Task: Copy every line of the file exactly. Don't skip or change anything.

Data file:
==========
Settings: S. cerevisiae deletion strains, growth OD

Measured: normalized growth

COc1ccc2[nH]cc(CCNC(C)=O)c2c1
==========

Settings: S. cerevisiae deletion strains, growth OD

Measured: normalized growth

COc1ccc2[nH]cc(CCNC(C)=O)c2c1